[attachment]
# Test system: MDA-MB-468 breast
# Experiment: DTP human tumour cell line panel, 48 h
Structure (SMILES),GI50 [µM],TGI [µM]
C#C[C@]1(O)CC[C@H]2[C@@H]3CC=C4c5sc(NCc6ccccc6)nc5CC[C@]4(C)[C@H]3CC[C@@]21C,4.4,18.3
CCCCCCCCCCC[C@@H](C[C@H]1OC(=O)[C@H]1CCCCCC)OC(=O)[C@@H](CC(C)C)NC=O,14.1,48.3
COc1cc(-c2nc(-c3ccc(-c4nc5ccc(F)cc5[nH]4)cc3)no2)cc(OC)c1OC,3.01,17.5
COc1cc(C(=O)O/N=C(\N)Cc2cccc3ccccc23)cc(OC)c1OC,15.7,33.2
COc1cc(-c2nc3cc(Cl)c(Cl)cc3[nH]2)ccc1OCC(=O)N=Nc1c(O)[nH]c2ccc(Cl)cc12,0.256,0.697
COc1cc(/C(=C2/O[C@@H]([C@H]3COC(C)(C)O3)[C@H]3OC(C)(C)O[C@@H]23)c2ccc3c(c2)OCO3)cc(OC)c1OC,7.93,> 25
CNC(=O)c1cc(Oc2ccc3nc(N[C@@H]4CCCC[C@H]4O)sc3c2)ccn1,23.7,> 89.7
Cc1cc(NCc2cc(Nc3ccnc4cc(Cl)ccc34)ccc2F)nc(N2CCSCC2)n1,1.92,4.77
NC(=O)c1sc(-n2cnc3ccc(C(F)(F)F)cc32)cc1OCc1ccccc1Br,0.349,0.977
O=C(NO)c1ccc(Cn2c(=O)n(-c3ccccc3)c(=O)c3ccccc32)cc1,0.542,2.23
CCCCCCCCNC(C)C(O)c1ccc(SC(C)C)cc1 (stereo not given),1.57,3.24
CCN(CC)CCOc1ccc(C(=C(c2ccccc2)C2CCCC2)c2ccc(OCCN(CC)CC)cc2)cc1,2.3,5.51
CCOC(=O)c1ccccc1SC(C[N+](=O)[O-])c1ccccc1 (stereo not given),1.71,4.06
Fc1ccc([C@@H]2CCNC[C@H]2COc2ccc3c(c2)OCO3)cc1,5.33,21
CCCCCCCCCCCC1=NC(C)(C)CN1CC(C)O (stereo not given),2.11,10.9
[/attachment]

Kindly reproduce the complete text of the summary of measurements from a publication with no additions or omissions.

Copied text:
# Test system: MDA-MB-468 breast
# Experiment: DTP human tumour cell line panel, 48 h
Structure (SMILES),GI50 [µM],TGI [µM]
C#C[C@]1(O)CC[C@H]2[C@@H]3CC=C4c5sc(NCc6ccccc6)nc5CC[C@]4(C)[C@H]3CC[C@@]21C,4.4,18.3
CCCCCCCCCCC[C@@H](C[C@H]1OC(=O)[C@H]1CCCCCC)OC(=O)[C@@H](CC(C)C)NC=O,14.1,48.3
COc1cc(-c2nc(-c3ccc(-c4nc5ccc(F)cc5[nH]4)cc3)no2)cc(OC)c1OC,3.01,17.5
COc1cc(C(=O)O/N=C(\N)Cc2cccc3ccccc23)cc(OC)c1OC,15.7,33.2
COc1cc(-c2nc3cc(Cl)c(Cl)cc3[nH]2)ccc1OCC(=O)N=Nc1c(O)[nH]c2ccc(Cl)cc12,0.256,0.697
COc1cc(/C(=C2/O[C@@H]([C@H]3COC(C)(C)O3)[C@H]3OC(C)(C)O[C@@H]23)c2ccc3c(c2)OCO3)cc(OC)c1OC,7.93,> 25
CNC(=O)c1cc(Oc2ccc3nc(N[C@@H]4CCCC[C@H]4O)sc3c2)ccn1,23.7,> 89.7
Cc1cc(NCc2cc(Nc3ccnc4cc(Cl)ccc34)ccc2F)nc(N2CCSCC2)n1,1.92,4.77
NC(=O)c1sc(-n2cnc3ccc(C(F)(F)F)cc32)cc1OCc1ccccc1Br,0.349,0.977
O=C(NO)c1ccc(Cn2c(=O)n(-c3ccccc3)c(=O)c3ccccc32)cc1,0.542,2.23
CCCCCCCCNC(C)C(O)c1ccc(SC(C)C)cc1 (stereo not given),1.57,3.24
CCN(CC)CCOc1ccc(C(=C(c2ccccc2)C2CCCC2)c2ccc(OCCN(CC)CC)cc2)cc1,2.3,5.51
CCOC(=O)c1ccccc1SC(C[N+](=O)[O-])c1ccccc1 (stereo not given),1.71,4.06
Fc1ccc([C@@H]2CCNC[C@H]2COc2ccc3c(c2)OCO3)cc1,5.33,21
CCCCCCCCCCCC1=NC(C)(C)CN1CC(C)O (stereo not given),2.11,10.9